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I made a board for a weather station that has an Arduino chip on it with an ESP8266 WiFi module mounted right next to it.
When I power the board, the ESP8266 seems to be unable to connect to my WiFi network.
It took me a while to figure out why as the module worked perfectly fine when connected directly to a USB-to-serial converter and writing AT commands directly to it.

So I tried to connect the ESP8266 module to my board using a ~15cm ribbon cable and suddenly it all works.
Seems like there is some electromagnetic interference when the Arduino (board) and ESP8266 are placed close to each other.

Has anyone encountered this before and is there another solution than placing the 2 parts away from each other?

EDIT: Added pictures to clarify

This doesn't work:
This doesn't work

This works:
This works

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Put that radio module close to the MCU while still connected via the ribbon cable. If it stops working, it really was radio interference (but I doubt it). If it still works, then it's something else. Maybe you have transients which are reduced by the cable. Maybe you have connections which are unaccounted for when you plug the module directly (the cable has 6 poles, while the connector has 8). Hard to tell without a schematic, really.

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  • \$\begingroup\$ It's getting stranger by the minute: when I hold the module close to the MCU, while connected via the ribbon cable, it still works fine. I tried 100 angles and it keeps working. But when connected directly, no luck. So I tried stacking multiple female headers on top of the PCB header and after stacking 3 headers and connecting the module to the top one, it works (1 or 2 headers didn't work). Makes no sense at all... I guess for now I will just connect the module by cable, but it grinds my gear that I can't figure out why it happens :) \$\endgroup\$ – Ruud van Falier Dec 14 '16 at 14:37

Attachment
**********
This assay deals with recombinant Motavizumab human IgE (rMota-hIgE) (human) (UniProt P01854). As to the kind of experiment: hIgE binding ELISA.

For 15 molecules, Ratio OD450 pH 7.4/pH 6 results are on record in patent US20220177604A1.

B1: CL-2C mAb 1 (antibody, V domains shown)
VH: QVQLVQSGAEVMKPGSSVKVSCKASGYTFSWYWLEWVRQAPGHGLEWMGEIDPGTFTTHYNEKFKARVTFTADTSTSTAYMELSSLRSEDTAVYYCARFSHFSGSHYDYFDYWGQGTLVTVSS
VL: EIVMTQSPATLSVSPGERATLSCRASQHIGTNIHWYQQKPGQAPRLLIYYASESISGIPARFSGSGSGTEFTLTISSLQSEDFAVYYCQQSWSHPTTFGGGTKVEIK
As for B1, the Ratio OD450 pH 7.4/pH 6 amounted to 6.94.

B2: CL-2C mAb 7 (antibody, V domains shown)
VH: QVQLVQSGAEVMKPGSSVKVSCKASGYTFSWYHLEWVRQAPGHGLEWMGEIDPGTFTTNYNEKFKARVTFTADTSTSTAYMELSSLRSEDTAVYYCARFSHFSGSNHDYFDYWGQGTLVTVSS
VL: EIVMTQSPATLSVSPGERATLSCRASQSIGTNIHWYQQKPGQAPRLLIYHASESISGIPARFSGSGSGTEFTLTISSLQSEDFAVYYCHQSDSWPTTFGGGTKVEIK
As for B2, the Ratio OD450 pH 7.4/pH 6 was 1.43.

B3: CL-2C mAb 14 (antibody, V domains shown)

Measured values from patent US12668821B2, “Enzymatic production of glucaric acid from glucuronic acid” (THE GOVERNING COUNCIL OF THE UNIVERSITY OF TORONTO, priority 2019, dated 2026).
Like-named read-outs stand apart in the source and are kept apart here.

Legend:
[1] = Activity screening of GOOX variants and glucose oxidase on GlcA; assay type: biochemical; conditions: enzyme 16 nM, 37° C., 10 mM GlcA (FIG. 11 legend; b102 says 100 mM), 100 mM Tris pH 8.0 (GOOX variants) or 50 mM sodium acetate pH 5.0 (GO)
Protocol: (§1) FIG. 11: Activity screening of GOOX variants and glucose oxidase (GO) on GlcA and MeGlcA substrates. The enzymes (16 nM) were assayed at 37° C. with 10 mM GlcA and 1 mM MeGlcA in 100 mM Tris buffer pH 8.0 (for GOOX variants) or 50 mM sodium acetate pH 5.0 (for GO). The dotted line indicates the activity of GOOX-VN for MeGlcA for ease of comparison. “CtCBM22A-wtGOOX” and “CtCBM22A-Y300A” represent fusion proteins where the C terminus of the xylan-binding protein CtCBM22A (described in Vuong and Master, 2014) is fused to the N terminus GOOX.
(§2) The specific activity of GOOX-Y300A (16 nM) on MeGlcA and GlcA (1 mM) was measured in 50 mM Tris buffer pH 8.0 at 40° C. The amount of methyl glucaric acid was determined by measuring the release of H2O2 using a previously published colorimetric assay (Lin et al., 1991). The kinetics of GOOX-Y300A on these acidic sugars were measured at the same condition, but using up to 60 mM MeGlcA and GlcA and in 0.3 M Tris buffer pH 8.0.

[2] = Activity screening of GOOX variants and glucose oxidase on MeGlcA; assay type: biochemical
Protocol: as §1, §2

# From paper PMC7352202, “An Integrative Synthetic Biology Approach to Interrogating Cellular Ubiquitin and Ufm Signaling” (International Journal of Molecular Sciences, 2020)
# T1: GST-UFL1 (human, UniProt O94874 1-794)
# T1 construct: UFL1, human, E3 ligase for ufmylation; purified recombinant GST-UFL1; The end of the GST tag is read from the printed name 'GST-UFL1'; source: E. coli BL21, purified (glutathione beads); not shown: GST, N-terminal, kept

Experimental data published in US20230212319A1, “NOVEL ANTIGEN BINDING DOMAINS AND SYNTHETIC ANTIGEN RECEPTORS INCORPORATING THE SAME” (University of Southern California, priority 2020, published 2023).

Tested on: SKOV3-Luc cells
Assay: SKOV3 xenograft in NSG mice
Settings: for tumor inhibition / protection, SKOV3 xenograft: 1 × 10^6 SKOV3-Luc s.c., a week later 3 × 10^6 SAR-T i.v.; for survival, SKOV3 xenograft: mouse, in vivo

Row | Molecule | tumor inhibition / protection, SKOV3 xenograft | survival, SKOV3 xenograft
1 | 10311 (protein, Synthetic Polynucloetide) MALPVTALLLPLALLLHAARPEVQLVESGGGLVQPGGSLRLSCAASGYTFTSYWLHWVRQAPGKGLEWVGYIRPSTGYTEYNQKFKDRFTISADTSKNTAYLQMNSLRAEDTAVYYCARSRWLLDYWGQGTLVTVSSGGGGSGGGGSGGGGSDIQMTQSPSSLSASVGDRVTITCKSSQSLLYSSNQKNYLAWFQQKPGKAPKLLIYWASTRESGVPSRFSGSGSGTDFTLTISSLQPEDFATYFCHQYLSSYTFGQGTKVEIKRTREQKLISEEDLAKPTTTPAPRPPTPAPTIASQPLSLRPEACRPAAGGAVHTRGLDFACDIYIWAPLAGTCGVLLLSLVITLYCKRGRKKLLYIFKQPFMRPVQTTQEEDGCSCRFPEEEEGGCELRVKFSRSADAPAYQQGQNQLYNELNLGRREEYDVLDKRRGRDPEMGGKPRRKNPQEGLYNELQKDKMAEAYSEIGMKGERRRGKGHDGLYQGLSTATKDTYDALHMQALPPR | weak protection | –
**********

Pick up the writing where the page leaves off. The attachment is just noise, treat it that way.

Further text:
• \$\begingroup\$ It bothers you for a good reason: relying on a ribbon cable to fix deficiencies you were not able to identify is not an acceptable solution: the issues can reappear even with the cable if you change something. I would start by soldering bypass caps on power lines near your PIC and on the RF module (unless there are some already). A second step would be adding small resistors in series on data lines. \$\endgroup\$ – Dmitry Grigoryev Dec 14 '16 at 15:31
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    \$\begingroup\$ I took a look at the power line with the scope and saw there was a ripple. This ripple was removed out once the current reached the module if the module was connected using the cable. There was already an electrolytic capacitor on the power line, but it wasn't sufficient. Replacing it with a larger capacitor has solved it and now it works when the module is connected directly to the board. Thanks!! \$\endgroup\$ – Ruud van Falier Dec 15 '16 at 16:47

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